Fraternities are in flux as institutions struggle to find a balance between maintaining tradition and keeping students safe.
Among recent developments, Wesleyan University in Connecticut ordered fraternities to become co-educational and Clemson University in South Carolina suspended its fraternities after a student’s death during an apparent hazing event.
Wesleyan’s decision was partially spurred by its student government association, which called for the campus’ three remaining all-male frats to become co-ed. A petition was presented to university President Michael Roth.
“There hasn’t been a ton of pushback from fraternity alumni,” says Kate Carlisle, Wesleyan’s manager of media and public relations.
One fraternity, Psi Upsilon, has already presented ideas for making the transition to Wesleyan’s dean of student affairs. There has been negative reaction from Delta Kappa Epsilon, which doesn’t recognize co-ed fraternities, Carlisle adds.
Wesleyan is striving for a truly equal campus with this move, she says. “What we’re hoping is that it brings us one step closer to enhanced inclusion on campus. Frats do some wonderful things, and their members value the associations they make, on campus and after graduation.”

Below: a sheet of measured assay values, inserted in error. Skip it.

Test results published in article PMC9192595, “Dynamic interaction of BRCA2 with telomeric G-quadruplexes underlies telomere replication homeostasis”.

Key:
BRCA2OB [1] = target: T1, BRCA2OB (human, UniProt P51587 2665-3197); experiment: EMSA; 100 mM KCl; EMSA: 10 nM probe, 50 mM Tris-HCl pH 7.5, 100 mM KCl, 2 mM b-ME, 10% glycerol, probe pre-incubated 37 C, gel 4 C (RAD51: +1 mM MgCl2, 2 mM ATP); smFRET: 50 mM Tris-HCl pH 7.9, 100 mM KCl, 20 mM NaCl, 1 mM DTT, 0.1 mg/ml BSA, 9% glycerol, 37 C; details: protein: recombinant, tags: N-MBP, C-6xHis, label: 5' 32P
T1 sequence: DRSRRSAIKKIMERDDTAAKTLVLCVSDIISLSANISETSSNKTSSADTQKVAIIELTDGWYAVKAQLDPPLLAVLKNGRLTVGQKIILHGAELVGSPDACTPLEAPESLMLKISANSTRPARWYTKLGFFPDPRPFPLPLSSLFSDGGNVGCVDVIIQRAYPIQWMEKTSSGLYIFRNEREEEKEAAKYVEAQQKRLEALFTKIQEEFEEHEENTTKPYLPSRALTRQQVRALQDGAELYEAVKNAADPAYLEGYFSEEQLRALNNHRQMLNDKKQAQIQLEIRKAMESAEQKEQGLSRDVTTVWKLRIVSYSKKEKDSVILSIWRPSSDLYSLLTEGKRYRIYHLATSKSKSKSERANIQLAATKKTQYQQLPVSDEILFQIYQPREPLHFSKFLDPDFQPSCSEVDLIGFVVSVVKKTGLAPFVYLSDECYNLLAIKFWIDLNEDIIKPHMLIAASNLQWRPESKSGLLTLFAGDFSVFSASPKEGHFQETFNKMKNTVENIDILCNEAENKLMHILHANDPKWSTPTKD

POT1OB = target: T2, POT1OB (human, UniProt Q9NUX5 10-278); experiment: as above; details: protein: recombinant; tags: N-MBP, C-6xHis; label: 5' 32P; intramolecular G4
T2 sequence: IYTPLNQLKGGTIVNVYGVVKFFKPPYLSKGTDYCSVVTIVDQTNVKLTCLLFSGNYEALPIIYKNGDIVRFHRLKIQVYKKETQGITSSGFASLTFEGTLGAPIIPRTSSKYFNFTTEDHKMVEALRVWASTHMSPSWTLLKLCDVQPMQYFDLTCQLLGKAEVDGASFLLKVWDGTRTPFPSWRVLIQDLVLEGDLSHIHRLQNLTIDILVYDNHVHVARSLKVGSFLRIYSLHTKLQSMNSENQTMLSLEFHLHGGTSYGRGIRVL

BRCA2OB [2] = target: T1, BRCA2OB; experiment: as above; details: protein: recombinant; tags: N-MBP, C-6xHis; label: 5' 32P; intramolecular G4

But the loss of national recognition can lead to serious consequences for a fraternity’s structure and members.
“I am concerned that this change will remove the opportunity for both those alumni and international headquarter connections and leave a system connected only to the local university community,” says Mark P. Koepsell, executive director and CEO of the Association of Fraternity/Sorority Advisors.
This may unintentionally create an infrastructure lacking the positive influences that headquarters and alumni can be.
Koepsell commends Clemson’s decision to shut down frats for a review of its Greek culture and consequences, and he hopes both the positive and negative aspects of fraternity life are considered.
The need for change is being recognized by the nation’s frats. “Actively encouraging and promoting our students to better understand the dynamics of sexual assault and hazing is … important,” he says. “Our more progressive organizations are including the topic in new member education programs as well as ongoing training and development for the active members of the organizations.”